Nutrition Myths on Sweet Potato Fries

by Kay Ireland

About Kay Ireland

Kay Ireland specializes in health, fitness and lifestyle topics. She is a support worker in the neonatal intensive care and antepartum units of her local hospital and recently became a certified group fitness instructor.

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Sweet potato fries are widely touted as a healthier alternative to French fries. While it's true that sweet potatoes are high in vitamin A and potassium, simply swapping French fries for sweet potato fries does not necessarily make a healthier meal. By separating fact from fiction when it comes to making sweet potato fries a menu staple, you'll have more realistic expectations about what the vegetable can do for you.

Sweet Potato Fries are Always Healthy

Sweet potato fries are often considered a healthy alternative to French fries, but that is not automatically the case. French fries are fried in hydrogenated oils, making them high in fat and calories. Unless otherwise specified, most restaurants use the exact same oil for frying their sweet potato fries, making them just as fatty and unhealthy. Sweet potato fries that are doused in oil and salt, then served with mayo or other sauces, are an unhealthy alternative to a baked potato or side salad.

Sweet Potato Fries are Always Unhealthy

As with French fries, careful preparation can make sweet potato fries a healthier option. When you bake the fries instead of frying them, they're lower in fat and sodium. You can also use herbs and spices, such as rosemary, garlic powder or chipotle seasoning, to amp up the flavor of the fries without piling on the salt. If you're considering ordering sweet potato fries, always ask about the preparation methods and opt for those that are baked or roasted instead of fried.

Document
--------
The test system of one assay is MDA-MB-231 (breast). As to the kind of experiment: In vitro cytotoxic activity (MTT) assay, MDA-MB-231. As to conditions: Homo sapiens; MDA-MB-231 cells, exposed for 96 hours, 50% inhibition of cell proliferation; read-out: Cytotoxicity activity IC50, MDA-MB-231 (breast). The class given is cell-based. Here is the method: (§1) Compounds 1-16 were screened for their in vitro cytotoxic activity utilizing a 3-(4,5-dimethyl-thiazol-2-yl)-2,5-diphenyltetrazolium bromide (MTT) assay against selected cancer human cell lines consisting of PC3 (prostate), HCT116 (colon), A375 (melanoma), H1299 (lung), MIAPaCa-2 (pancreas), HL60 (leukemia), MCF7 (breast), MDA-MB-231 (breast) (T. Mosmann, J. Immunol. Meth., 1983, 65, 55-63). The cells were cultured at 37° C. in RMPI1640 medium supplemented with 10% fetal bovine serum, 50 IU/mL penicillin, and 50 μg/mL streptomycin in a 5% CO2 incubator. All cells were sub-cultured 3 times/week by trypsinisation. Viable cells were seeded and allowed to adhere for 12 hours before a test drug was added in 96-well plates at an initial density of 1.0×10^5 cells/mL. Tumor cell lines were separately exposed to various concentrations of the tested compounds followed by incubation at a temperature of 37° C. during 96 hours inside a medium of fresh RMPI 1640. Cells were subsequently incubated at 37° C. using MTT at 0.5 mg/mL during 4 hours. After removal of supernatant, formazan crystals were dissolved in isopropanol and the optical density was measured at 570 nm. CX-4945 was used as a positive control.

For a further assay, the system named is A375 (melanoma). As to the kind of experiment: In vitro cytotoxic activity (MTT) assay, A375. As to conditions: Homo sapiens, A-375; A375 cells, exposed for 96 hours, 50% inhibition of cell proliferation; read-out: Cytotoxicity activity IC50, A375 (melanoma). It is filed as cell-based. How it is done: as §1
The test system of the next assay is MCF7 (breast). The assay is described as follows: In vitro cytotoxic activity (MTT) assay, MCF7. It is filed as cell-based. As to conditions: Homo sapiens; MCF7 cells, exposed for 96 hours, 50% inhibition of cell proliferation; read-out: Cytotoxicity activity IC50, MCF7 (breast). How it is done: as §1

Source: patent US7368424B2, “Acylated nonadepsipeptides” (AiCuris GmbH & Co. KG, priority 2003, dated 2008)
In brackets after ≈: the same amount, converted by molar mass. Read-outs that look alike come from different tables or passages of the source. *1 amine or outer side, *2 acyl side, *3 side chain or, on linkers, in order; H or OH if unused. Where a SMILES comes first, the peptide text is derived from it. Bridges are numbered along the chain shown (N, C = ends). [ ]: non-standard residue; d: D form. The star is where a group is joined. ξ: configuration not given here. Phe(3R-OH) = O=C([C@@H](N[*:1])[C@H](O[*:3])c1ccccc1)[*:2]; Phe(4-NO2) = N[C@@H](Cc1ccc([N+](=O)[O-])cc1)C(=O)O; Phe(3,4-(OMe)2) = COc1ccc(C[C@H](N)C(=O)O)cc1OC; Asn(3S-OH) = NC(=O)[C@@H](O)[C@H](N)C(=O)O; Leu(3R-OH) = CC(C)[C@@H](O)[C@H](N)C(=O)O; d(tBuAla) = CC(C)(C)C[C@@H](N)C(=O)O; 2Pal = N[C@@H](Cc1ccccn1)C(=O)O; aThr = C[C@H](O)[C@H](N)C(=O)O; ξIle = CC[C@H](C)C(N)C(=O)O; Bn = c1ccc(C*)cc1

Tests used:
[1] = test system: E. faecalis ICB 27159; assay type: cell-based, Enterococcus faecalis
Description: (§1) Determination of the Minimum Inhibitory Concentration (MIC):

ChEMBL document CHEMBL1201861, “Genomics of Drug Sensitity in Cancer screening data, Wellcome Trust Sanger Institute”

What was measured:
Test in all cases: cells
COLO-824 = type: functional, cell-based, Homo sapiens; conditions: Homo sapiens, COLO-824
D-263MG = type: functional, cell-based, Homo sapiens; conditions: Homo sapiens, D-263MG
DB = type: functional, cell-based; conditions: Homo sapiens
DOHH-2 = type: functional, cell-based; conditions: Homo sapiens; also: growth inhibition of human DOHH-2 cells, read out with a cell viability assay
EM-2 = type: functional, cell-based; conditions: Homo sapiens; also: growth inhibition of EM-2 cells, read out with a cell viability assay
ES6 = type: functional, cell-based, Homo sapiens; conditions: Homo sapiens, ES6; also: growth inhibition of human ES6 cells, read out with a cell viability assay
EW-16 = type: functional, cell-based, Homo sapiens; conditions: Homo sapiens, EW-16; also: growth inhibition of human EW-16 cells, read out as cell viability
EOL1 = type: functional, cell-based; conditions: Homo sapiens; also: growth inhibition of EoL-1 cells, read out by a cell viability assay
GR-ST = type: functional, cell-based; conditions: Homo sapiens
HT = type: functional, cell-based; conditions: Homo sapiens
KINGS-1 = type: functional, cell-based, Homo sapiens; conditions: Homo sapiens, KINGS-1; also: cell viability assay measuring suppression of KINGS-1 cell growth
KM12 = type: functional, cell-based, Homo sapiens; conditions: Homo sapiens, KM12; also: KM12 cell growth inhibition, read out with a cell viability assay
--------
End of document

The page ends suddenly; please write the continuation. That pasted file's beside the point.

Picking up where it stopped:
Sweet Potatoes and Yams are the Same

Before you reach for the yams at the grocery store, be aware that using yams will change the taste, texture and nutritional content of your fries. In the United States, yams, which are softer and more starchy than sweet potatoes, are also much less common. The items labeled "yams" at your local grocery store are actually very likely sweet potatoes. Sweet potatoes are higher in vitamin A than yams, while yams have a higher vitamin C content. The two foods are not related in any way, despite looking similar.

Healthy Sweet Potato Fries are Difficult to Make

Sweet potato fries may seem to tricky to make at home, but the exact opposite is true. You can incorporate healthy sweet potato fries, which are low in fat and calories, into your diet with correct preparation. Cut one large sweet potato into sticks. Lay the sticks onto a baking sheet and drizzle with a quarter tbsp. of olive oil. Then, add a dash of salt and a pinch of cayenne pepper. Bake at 450 degrees Fahrenheit for 20 minutes or until lightly browned. This version has about 122 calories, 5 grams of fat, 3 grams of fiber and 2 grams protein per serving.

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This article reflects the views of the writer and does not necessarily reflect the views of Jillian Michaels or JillianMichaels.com.